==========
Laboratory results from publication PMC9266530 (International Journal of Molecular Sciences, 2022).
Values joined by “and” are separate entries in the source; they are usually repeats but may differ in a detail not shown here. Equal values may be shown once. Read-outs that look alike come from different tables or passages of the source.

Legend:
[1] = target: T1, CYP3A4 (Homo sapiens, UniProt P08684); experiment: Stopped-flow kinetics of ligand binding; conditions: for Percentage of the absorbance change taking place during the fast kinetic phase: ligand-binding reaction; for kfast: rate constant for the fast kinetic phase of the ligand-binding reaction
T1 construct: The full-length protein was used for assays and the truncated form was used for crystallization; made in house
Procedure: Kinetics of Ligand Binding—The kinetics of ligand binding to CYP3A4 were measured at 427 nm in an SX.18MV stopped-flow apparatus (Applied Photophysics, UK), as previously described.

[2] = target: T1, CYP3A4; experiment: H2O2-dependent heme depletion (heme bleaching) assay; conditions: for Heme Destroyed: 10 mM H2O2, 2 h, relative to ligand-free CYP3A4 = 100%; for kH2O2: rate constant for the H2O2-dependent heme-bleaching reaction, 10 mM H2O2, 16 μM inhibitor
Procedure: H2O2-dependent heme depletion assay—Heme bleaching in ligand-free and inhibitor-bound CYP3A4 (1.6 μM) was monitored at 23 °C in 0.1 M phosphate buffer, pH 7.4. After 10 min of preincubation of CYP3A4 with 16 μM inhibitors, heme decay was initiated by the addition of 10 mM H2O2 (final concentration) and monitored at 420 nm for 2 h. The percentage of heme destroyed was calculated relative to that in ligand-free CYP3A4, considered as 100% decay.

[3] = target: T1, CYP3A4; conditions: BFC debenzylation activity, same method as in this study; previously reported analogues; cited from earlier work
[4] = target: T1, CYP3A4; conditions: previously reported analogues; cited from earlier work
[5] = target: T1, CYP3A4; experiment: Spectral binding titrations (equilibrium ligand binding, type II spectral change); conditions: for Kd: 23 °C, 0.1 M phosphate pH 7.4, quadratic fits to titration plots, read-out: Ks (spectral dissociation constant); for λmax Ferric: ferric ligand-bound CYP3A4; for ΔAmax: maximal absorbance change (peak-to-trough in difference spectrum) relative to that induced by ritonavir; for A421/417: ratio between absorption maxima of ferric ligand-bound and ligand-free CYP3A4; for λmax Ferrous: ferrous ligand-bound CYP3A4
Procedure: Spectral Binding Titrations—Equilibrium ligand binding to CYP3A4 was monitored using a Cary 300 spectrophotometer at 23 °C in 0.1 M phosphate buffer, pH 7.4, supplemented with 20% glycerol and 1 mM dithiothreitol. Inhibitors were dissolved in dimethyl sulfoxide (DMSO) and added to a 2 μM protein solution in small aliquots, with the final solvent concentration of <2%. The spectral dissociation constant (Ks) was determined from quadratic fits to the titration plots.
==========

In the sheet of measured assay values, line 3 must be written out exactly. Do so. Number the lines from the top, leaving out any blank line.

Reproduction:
Legend: